Legal column by Lupton Fawcett: leasehold case fails at Court of Appeal

Nearly one in five properties in England is leasehold.
Nearly one in five properties in England is leasehold.
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Nearly one in five of all properties in England are leasehold, with Sheffield one of the main hotspots.

This is not only because of the number of city centre flats, but because developers predominantly sold new-build houses with leasehold titles only and sold the freehold on to investment companies.

Rob Cooke, partner at Lupton Fawcett. Contact: 0114 228 3261 or rob.cooke@luptonfawcett.law

Rob Cooke, partner at Lupton Fawcett. Contact: 0114 228 3261 or rob.cooke@luptonfawcett.law

A challenge to the established formula of valuing the cost of extending residential leases was determined by the Royal Courts of Justice in late January. The case of Sloane Stanley Estate v Mundy concerned a flat in Chelsea where the freeholder sought £420,000 to agree to a lease extension.

The appeal challenged the formula upon which the lease extension is calculated. Judgment was given on January 24 and ruled in favour of the freeholder. Had the appeal gone in favour of the leaseholder, this case would have had a massive impact on the costs of extending leases and acquiring freehold titles all over the country.

Currently, there are two ways in which you can acquire your freehold title or extend your lease; enter a voluntary agreement with your freeholder or serve them with a statutory notice.

In terms of the latter, for both lease extension and freehold acquisitions, you must have owned the leasehold title for a minimum of two years and the lease term should have been originally granted for at least 21 years.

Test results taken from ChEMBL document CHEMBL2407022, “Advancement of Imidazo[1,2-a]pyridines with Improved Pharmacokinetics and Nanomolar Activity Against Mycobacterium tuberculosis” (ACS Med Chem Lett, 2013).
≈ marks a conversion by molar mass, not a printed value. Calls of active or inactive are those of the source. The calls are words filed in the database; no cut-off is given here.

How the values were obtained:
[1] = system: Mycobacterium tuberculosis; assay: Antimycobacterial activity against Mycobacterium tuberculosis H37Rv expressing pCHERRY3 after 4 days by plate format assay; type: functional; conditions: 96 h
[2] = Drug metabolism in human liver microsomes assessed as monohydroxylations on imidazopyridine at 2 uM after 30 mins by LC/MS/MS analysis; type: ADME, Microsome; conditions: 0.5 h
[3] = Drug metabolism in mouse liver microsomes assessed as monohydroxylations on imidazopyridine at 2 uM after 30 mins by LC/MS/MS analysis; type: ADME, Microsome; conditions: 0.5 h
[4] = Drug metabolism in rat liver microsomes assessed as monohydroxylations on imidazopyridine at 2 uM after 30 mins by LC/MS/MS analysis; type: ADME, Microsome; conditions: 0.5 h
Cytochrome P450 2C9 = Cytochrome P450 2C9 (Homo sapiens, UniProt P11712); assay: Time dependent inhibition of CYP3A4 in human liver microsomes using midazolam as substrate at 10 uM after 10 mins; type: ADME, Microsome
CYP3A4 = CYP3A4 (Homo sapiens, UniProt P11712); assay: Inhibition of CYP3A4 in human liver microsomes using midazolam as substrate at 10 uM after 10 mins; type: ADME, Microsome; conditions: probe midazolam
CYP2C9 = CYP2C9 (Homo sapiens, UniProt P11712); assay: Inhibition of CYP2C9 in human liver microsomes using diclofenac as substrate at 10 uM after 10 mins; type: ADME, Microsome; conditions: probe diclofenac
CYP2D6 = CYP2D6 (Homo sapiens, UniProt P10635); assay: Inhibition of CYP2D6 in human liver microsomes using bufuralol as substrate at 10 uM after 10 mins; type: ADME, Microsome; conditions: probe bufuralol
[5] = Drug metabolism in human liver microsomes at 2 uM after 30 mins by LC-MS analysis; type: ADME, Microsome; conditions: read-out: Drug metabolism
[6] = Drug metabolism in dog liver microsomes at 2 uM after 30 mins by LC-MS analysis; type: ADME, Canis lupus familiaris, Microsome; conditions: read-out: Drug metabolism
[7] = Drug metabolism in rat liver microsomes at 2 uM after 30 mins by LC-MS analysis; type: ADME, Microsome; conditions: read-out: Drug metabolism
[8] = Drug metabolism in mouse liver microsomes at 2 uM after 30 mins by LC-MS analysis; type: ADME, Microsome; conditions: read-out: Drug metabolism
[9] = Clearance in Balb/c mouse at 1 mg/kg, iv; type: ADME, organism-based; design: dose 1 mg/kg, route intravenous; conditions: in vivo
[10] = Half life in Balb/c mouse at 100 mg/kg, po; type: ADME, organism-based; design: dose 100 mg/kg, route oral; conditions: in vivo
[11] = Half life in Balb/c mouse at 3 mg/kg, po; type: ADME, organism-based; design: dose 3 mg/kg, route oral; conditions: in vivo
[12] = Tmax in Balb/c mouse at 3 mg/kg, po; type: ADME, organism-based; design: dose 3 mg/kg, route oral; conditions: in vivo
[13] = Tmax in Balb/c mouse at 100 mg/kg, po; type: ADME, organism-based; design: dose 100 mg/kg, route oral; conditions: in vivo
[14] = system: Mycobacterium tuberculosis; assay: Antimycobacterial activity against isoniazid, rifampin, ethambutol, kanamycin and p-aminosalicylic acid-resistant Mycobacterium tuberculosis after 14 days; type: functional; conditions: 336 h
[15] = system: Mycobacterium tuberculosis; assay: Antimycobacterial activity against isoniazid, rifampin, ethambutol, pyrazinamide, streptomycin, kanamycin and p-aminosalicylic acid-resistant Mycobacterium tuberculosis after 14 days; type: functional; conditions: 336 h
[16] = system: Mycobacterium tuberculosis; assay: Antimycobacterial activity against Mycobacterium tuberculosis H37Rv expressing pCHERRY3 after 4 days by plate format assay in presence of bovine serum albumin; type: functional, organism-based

The statutory notice involves following the strict procedure set out by statute and we advise instructing a member of our team to guide you through this technical process.

The criticism of onerous ground rents set by developers has also been highlighted recently. One major housebuilder, Taylor Wimpey, has introduced a scheme to help those who originally bought leasehold properties from them with leases with a 10-year doubling ground rent clause. The company has reached agreements with numerous freeholders, which includes a Deed of Variation, which prevents the ground rent from doubling every 10 years and covering the costs of the leaseholder up to £750.

Lupton Fawcett LLP offers a no obligation initial consultation to advise you on extending your lease, acquiring your freehold or using the Taylor Wimpey assistance scheme. The specialised team has a wealth of experience in this area of law and operate on a fixed fee basis.

Find out more on 0114 2283283 or email natasha.wright@luptonfawcett.law